By Danielle Harder
The plan hatched quite accidentally last July while visiting my sister and her family. My three-year-old son, Pete, couldn’t bear to part with his cousin’s collection of plastic toy food when it was time to leave. Since it had been gathering dust in the bottom of the toy bin for several years — all 200 pieces — my sister offered to send it home with us.
Then, as if in a cartoon, with a light bulb literally glowing above me, I looked at my sister and said, “Wrap it up for Christmas. He won’t know the difference.”
Well, that got us going. What else could our children, ranging in age from three to 10, exchange? Computer games, toys and books — the list was endless. The idea really got wheels when we brought the kids on board. They came up with a long list of gifts they could make, such as T-shirts, scrapbooks of holidays spent together, comic books and so on.
Even the adults got involved. In the past, we’ve drawn names to limit spending, but this year it seemed appropriate to lead by example.
The idea came at a time when both families were feeling a financial crunch, which proves that necessity is the mother of invention. My sister and her family were saving for a huge home renovation; we were struggling as I tried to build a business from home. We have always tried to get our families together at least once a year, a major expense with them in Alberta and us in Ontario. We would have to make financial concessions and Christmas gifts would be one of them.
As we got closer to December 25th, we were getting a little skeptical that the kids would buy in on Christmas Day, when they realized they were getting “old” toys or their cousin’s idea of a “gift.” Still, we were hopeful they would all learn a lesson in giving, with the added environmental message about recycling.
It felt strange, at first, not to be rushing from store to store. While friends were taking time off to shop, racking up credit card debt and worrying about what to buy the teenage niece they hadn’t seen all year, I felt what I can only describe as lightness. I actually worried that perhaps I was being just too laid back about this whole Christmas affair. After all, my shopping was limited to my parents and my own children, as even my husband and I had decided to stick to stockings only.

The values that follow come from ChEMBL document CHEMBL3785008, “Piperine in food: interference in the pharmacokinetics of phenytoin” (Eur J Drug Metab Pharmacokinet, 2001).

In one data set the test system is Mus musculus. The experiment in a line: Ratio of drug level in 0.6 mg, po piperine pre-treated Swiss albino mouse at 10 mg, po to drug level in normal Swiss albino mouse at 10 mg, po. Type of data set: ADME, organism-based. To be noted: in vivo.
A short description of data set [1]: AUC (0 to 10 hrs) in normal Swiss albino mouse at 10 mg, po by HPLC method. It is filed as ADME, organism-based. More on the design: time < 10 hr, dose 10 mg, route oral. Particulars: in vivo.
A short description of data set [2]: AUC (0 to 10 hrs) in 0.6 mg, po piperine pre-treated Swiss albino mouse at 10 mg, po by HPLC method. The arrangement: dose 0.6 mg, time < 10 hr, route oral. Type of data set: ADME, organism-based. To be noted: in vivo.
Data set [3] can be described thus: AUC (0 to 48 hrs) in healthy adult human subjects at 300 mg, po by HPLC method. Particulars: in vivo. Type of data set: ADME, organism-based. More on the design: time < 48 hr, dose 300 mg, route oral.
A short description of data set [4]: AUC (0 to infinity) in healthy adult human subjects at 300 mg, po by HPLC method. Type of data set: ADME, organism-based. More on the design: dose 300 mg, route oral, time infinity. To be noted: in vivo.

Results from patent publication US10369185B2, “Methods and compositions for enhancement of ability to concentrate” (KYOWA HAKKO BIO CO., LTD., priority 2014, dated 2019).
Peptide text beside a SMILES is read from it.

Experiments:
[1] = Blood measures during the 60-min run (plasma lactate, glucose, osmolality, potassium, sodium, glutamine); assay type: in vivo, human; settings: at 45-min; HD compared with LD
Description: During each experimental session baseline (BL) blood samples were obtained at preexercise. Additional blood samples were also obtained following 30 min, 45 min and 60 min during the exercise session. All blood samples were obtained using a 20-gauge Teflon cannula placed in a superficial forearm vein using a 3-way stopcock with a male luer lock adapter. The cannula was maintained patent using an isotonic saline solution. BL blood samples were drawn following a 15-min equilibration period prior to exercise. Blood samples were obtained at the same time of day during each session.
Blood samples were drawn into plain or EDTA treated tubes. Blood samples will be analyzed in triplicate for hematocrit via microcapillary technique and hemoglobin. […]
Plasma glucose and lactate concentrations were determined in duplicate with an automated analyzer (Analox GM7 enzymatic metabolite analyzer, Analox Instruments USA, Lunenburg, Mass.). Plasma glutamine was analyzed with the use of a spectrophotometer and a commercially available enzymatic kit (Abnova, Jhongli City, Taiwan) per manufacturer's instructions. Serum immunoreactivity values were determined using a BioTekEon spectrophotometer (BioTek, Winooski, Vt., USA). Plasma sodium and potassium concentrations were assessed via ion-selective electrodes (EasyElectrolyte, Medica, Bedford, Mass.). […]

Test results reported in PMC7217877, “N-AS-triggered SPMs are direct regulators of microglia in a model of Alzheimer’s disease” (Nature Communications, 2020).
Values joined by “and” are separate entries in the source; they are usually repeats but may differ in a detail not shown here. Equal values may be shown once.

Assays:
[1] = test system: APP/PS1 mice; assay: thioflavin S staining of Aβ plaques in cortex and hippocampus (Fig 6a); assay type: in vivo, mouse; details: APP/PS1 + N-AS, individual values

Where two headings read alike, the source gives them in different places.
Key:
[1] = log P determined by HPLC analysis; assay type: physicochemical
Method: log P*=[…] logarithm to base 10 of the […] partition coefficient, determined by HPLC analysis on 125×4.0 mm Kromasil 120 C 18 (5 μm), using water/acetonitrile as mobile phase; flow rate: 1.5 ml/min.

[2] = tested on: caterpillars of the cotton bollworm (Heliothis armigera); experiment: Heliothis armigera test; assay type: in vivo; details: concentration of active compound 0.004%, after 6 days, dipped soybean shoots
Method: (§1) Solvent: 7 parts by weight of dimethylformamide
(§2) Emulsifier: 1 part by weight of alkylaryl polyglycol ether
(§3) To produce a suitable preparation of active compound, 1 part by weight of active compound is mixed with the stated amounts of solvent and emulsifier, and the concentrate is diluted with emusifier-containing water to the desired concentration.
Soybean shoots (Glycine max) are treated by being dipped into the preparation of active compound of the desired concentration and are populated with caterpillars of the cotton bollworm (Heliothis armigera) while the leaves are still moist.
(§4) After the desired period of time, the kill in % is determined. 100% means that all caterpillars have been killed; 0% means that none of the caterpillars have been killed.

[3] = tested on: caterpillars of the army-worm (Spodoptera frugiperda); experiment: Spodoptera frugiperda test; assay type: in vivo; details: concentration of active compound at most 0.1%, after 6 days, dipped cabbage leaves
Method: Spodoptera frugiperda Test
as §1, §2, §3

Then, with just days to go, I suddenly felt a pang of guilt, a feeling that somehow I was denying my family a treasured experience in my quest for a less consumer-driven holiday.
Well, when Christmas Day arrived, Pete was not only thrilled with his faux food (I must have had plastic pizza a dozen times before the sun came up), but he absolutely loved the Mickey Mouse hat and mittens wrapped up and handed down by his six-year-old cousin, Erika. I remembered Erika in that hat, mouse ears poking up under her snowsuit hood, so the pleasure was doubled seeing Pete wearing it. Now that’s a memory!
Even the older boys got into it — and no one seemed to notice or care that nothing came in packaging. Six-year-old Jack loved his underwater creatures book, and my eldest, Thomas, 8, was grateful for the basketball shirt handed down by his admired older cousin, Tyler. We made my sister’s children “Team Cousin” T-shirts and gave them books that we had read enough times to memorize.
My sister gave me a collection of books she thought I would enjoy; I gave her seven jars with recipes and spices to make seven meals. My husband Dave gave them a photo album of landscape shots he had taken on their farm. My brother-in-law wrapped up some CDs he thought Dave would enjoy.
Best of all, we avoided the “galloping greedy gimmies,” as they were famously called in the Berenstain Bears book. No one suffered Christmas morning because they didn’t get a $50 gift card to a store they occasionally shop at or a toy wrapped up in Fort Knox-style packaging.
What has surprised me is the reaction from others. People have either perceived this negatively, as a kind of Christmas garage sale, or applauded the idea but suggested they would never have time for it themselves.
Truthfully, it took less time. We avoided shopping malls, hunted around the house for presents and worked on gifts, such as the photo album and T-shirts, together. Christmas stopped being a bill to pay and started being about the people we were giving to. Sure, it was a little more difficult because we had to be innovative and thoughtful, with few resources. But maybe it’s time we stopped looking for quick fixes everywhere, including Christmas.
Whitby, Ont., writer Danielle Harder is already well into the search for this year’s gifts. The first present was found accidentally while she was spring cleaning.
“We buy for the kids but only pick one adult name during our Thanksgiving dinner. It gives us lots of time to hunt for deals.” –Connie Del Basso, expectant mom, London, Ont.
“Like us, many of our neighbours that we are good friends with have two kids. Each family buys two gifts worth $10 each, something that either a boy or girl could use, and then the kids pick a wrapped present out of a bag.” –Kristine DiCecco, mom of Jonathan, 6, and Samantha, 2, Mississauga, Ont.
“I shop online. With the cost of gas, the time involved getting to the mall and how busy they are during the holiday season, I find it so much easier to stay home and browse the Internet. Many stores also offer free shipping and deliver the items gift wrapped.” –Rebecca Graham, mom of five-month-old Scott, Toronto